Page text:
The mind-blowing temples of Angkor – in north-western Cambodia – are deservedly admired by all, yet not far away is another amazing temple site.
Koh Ker is worth visiting for a different take on Khmer architecture.
And, it’s minus the crowds, too.
Prasat Thom – the Maya-like – temple pyramid is the most significant structure at Koh Ker.
Get there early and clamber up the steps of the pyramid, rising seven‑tiers and 36-meters high, it was probably the state temple of King Jayavarman IV.
You see, Koh Ker’s history says Jayavarman IV was the city’s most ambitious ruler. That he constructed an enormous water-tank and about 40 temples. And during his reign, at least 10,000 inhabitants lived in the capital.
At this stage in Khmer history, the state religion was Hinduism (not Buddhism). And back then Koh Ker was called Lingapura, for temples housed large stone lingas (= phallic symbols associated with the Hindu God: Shiva).
However, Koh Ker was only the capital of the Khmer empire briefly, between 928–944 AD. It was then superseded by the city of Angkor (130 km south-west).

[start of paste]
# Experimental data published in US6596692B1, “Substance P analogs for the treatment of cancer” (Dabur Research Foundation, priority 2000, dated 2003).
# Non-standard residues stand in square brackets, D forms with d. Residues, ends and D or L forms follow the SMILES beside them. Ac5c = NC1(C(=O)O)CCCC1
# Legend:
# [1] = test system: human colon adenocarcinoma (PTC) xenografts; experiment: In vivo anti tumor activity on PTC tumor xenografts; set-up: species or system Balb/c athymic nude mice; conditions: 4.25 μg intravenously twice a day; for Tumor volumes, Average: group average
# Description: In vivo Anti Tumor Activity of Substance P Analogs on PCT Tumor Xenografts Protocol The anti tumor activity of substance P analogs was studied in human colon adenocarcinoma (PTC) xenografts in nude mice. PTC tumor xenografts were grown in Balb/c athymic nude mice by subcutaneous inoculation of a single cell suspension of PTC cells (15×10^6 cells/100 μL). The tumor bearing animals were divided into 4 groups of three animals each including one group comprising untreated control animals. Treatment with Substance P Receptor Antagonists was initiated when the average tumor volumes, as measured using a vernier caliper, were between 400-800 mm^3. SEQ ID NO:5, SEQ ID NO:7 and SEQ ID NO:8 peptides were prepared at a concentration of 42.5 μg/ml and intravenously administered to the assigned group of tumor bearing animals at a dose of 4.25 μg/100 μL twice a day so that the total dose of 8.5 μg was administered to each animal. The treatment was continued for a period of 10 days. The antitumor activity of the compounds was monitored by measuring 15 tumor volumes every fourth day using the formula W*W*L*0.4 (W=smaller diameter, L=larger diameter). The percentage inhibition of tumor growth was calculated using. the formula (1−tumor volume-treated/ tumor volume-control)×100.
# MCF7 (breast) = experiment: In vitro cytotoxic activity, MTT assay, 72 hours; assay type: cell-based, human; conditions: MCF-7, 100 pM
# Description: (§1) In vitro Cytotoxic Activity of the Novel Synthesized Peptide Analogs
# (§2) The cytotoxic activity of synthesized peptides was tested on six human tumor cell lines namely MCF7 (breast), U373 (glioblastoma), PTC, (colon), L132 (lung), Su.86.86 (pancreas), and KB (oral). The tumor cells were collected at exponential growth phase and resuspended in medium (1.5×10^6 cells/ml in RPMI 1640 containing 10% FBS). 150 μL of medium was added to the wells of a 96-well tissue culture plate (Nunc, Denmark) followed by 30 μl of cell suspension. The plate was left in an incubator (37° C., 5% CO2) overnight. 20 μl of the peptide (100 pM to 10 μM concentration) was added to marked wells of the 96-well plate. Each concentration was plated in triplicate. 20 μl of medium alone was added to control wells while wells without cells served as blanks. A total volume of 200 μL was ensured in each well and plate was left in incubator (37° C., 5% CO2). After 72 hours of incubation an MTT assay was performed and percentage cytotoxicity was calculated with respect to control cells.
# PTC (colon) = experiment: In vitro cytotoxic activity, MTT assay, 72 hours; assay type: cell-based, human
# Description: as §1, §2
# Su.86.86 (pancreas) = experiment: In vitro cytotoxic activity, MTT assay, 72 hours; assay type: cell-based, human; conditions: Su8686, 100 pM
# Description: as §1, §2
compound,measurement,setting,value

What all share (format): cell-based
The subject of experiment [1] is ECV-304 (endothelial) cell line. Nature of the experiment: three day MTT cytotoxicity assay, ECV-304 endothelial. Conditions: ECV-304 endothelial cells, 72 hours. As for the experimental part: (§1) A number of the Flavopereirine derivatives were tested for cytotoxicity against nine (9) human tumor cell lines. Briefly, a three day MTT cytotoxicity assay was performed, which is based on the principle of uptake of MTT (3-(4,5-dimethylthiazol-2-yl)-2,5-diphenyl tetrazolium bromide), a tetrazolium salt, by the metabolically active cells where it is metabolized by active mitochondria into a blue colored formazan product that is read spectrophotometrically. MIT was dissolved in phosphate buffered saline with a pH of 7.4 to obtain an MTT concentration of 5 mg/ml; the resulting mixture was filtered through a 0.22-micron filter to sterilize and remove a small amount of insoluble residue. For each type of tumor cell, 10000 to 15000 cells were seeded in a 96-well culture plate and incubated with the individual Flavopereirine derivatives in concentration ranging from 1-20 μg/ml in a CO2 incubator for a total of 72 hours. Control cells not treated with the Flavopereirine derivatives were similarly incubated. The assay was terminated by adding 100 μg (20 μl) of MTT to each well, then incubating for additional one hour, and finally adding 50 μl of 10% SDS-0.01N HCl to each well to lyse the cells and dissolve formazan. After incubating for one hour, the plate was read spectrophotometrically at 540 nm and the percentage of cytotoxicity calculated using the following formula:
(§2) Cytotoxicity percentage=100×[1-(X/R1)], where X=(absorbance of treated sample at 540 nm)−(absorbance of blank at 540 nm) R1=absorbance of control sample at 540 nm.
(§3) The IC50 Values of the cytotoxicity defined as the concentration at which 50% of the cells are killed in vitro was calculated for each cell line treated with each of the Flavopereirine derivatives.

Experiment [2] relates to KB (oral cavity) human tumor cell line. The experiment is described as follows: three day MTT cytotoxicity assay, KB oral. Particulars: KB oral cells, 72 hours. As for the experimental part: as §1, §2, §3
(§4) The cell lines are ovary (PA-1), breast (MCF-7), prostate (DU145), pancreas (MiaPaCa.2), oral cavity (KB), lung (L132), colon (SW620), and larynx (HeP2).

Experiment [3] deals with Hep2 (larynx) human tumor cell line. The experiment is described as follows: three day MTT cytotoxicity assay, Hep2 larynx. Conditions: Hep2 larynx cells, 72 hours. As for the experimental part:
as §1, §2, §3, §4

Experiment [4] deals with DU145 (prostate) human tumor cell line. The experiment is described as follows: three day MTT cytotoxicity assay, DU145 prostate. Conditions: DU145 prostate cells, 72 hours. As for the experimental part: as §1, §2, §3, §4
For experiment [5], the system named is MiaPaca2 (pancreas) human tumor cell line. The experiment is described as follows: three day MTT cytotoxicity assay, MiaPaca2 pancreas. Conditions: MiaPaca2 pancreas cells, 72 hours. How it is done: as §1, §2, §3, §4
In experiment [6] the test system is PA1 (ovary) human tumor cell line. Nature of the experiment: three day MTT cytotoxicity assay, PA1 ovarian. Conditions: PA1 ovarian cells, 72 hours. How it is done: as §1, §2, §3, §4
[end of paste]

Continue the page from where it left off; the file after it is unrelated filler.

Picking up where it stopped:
Temples of Koh Ker – TRAVEL ADVICE
GETTING THERE: I hired a taxi motor-bike from Phear Vihear city (also called Tbeng Meanchey) and the quiet road is paved all the way. Pay $20-25 return, including the distance of 140 km+ and waiting and driving around the site – as the temples are too spread out and it’s hot, also.
The other alternative – that most people do – is to take a group tour to Koh Ker or hire a taxi from Siem Reap, as there’s no public transport to Koh Ker or around the site.
ENTRANCE TICKET: The Koh Ker temple price is $10.
TIPS: There are few tourists here yet – cool; take your time and explore. Go in the early morning to avoid the heat. Take water, sunscreen, etc. There’s very little infrastructure. But you can stay in a local house nearby. Drinks and simple meals – noodles + rice with meat + veg – are available at the “Temple Pyramid” entrance, only.
DANGER: Stay on established tracks as mines are still an issue at Koh Ker.